An illustrated guide to the Book of Kells

The Book of Kells - Ben Mackworth-Praed

I wish I learnt something simple from every book that I read but unfortunately that is not always the case. I doubt I am going to learn anything from the book that I am currently reading (the Last Days of Sodom and Gomorrah) but I can say that I actually learnt something from this book, and that is what 'The Book of Kells' actually is. When I first bought this book I thought that it was some Irish legend but as it turns out the Book of Kells is actually a very old Latin version of the bible (or the four Gospels to be precise).

Now, if it was just any old ancient copy of the bible (or the gospels) then I doubt anybody would actually write a book (even a little book) about it. Well, okay, there are lots and lots of books written about the bible (and the gospels in particular) but we are not talking about a commentary or some other Christian book here but rather a version of the gospels themselves. The thing about the Book of Kells is that it is a beautifully illustrated version of the gospels with so much detail going into almost every word the book is a work of art in and of itself.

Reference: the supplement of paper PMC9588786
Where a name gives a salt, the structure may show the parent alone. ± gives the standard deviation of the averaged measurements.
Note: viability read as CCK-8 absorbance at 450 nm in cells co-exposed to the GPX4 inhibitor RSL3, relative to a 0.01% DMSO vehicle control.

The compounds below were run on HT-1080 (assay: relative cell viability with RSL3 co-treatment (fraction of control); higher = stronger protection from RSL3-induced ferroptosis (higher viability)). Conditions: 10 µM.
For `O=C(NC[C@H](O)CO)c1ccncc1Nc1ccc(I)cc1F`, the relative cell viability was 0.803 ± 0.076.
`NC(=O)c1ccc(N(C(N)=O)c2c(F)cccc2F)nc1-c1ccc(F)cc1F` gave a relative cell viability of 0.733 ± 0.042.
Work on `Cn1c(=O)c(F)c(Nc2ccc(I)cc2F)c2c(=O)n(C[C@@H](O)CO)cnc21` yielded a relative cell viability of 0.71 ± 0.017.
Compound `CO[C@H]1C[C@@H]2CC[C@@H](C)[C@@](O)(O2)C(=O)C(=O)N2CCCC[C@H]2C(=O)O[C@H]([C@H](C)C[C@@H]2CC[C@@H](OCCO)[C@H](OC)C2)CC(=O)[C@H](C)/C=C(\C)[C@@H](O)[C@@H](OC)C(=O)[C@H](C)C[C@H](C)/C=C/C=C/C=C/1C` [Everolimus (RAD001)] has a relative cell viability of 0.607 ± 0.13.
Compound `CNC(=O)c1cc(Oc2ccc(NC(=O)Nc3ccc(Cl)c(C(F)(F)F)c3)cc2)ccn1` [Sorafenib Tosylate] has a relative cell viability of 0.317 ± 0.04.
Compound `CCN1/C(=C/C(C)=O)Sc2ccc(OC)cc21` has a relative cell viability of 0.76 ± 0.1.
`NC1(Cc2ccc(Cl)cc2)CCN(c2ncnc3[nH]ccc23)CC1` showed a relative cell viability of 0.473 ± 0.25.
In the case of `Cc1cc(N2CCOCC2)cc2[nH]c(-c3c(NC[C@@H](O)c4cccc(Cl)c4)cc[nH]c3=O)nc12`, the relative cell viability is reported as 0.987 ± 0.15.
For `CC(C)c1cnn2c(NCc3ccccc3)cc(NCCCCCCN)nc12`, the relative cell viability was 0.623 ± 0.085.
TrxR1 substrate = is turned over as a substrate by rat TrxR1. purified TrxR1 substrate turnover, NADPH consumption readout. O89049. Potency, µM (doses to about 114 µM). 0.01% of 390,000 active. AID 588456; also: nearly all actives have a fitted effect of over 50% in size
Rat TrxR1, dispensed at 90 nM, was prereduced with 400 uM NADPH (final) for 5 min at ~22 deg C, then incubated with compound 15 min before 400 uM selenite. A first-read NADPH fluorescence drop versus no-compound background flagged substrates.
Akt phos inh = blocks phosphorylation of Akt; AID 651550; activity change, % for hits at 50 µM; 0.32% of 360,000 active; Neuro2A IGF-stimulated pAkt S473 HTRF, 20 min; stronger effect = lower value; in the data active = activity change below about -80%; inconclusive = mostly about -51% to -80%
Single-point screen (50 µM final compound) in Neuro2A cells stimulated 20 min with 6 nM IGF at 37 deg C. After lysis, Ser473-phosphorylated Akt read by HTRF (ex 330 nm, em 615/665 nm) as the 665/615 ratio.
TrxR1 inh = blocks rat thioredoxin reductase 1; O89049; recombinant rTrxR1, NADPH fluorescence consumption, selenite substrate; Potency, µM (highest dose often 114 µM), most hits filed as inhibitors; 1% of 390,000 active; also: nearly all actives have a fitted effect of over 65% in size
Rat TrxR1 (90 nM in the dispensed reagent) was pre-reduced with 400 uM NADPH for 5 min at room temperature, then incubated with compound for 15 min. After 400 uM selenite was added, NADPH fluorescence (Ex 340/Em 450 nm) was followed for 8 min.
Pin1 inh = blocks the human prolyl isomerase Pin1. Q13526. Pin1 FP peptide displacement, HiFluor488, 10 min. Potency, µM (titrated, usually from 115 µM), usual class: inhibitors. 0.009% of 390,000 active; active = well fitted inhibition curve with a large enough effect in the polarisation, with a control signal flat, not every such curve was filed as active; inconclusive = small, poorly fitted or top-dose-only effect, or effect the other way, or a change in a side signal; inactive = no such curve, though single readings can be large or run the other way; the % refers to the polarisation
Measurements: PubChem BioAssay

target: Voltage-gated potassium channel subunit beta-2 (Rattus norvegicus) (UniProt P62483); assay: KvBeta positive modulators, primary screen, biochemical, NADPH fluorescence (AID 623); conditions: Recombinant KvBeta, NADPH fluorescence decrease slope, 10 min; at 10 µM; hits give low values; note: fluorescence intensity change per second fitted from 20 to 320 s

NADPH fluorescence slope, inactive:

Somebody mentioned that the problem with this book (that is the book about the Book of Kells and not the Books of Kells itself) is that it is a really small book which means that the plates of the Book of Kells that it represents are really small and it is really difficult to see the detail. This book (I won't go through that again because I assume you know which book I am referring to and which book I am not) also examines the various pictures and plates that is shows. However, instead of going on any further I think I might just show you a couple of the plates here so you know what I am talking about.

 


 

This I believe is the Book of Kells but it has been somewhat mutilated (probably because it spent quite some time buried underground, and then another long time hidden in some archbishop's attic).

 


 

These are some of the letters that are used in the Book of Kells. I wonder if Microsoft Word has a font like this, and if I can actually get away writing an essay using that font.